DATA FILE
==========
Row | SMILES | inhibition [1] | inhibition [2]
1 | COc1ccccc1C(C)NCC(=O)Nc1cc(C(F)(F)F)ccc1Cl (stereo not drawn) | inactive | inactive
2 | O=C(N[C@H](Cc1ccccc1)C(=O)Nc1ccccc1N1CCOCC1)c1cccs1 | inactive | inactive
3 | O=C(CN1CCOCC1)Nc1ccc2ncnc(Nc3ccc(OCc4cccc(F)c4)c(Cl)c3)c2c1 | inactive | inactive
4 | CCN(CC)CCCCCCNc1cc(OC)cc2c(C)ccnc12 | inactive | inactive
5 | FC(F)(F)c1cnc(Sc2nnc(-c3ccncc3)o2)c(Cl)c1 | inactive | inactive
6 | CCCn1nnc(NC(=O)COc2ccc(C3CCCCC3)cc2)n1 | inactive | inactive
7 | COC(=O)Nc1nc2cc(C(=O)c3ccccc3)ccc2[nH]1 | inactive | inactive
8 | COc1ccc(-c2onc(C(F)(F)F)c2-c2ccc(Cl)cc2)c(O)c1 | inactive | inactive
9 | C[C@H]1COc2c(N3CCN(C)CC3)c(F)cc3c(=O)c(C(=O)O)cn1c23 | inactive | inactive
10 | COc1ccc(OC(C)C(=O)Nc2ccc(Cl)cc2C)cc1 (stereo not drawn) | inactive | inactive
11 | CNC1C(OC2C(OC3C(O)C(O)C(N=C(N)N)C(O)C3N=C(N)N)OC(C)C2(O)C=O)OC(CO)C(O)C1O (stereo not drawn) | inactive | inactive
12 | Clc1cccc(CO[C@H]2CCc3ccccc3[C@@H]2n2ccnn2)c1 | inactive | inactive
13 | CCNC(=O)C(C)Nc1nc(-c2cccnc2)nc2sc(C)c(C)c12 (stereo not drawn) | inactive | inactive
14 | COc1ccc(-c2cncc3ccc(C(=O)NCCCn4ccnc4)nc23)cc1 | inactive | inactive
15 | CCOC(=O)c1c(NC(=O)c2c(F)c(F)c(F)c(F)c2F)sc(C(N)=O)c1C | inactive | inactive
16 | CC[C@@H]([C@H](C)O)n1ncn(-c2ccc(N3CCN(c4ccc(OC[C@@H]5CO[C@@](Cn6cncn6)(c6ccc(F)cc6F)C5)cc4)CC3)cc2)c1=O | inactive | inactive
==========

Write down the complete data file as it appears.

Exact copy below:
Row | SMILES | inhibition [1] | inhibition [2]
1 | COc1ccccc1C(C)NCC(=O)Nc1cc(C(F)(F)F)ccc1Cl (stereo not drawn) | inactive | inactive
2 | O=C(N[C@H](Cc1ccccc1)C(=O)Nc1ccccc1N1CCOCC1)c1cccs1 | inactive | inactive
3 | O=C(CN1CCOCC1)Nc1ccc2ncnc(Nc3ccc(OCc4cccc(F)c4)c(Cl)c3)c2c1 | inactive | inactive
4 | CCN(CC)CCCCCCNc1cc(OC)cc2c(C)ccnc12 | inactive | inactive
5 | FC(F)(F)c1cnc(Sc2nnc(-c3ccncc3)o2)c(Cl)c1 | inactive | inactive
6 | CCCn1nnc(NC(=O)COc2ccc(C3CCCCC3)cc2)n1 | inactive | inactive
7 | COC(=O)Nc1nc2cc(C(=O)c3ccccc3)ccc2[nH]1 | inactive | inactive
8 | COc1ccc(-c2onc(C(F)(F)F)c2-c2ccc(Cl)cc2)c(O)c1 | inactive | inactive
9 | C[C@H]1COc2c(N3CCN(C)CC3)c(F)cc3c(=O)c(C(=O)O)cn1c23 | inactive | inactive
10 | COc1ccc(OC(C)C(=O)Nc2ccc(Cl)cc2C)cc1 (stereo not drawn) | inactive | inactive
11 | CNC1C(OC2C(OC3C(O)C(O)C(N=C(N)N)C(O)C3N=C(N)N)OC(C)C2(O)C=O)OC(CO)C(O)C1O (stereo not drawn) | inactive | inactive
12 | Clc1cccc(CO[C@H]2CCc3ccccc3[C@@H]2n2ccnn2)c1 | inactive | inactive
13 | CCNC(=O)C(C)Nc1nc(-c2cccnc2)nc2sc(C)c(C)c12 (stereo not drawn) | inactive | inactive
14 | COc1ccc(-c2cncc3ccc(C(=O)NCCCn4ccnc4)nc23)cc1 | inactive | inactive
15 | CCOC(=O)c1c(NC(=O)c2c(F)c(F)c(F)c(F)c2F)sc(C(N)=O)c1C | inactive | inactive
16 | CC[C@@H]([C@H](C)O)n1ncn(-c2ccc(N3CCN(c4ccc(OC[C@@H]5CO[C@@](Cn6cncn6)(c6ccc(F)cc6F)C5)cc4)CC3)cc2)c1=O | inactive | inactive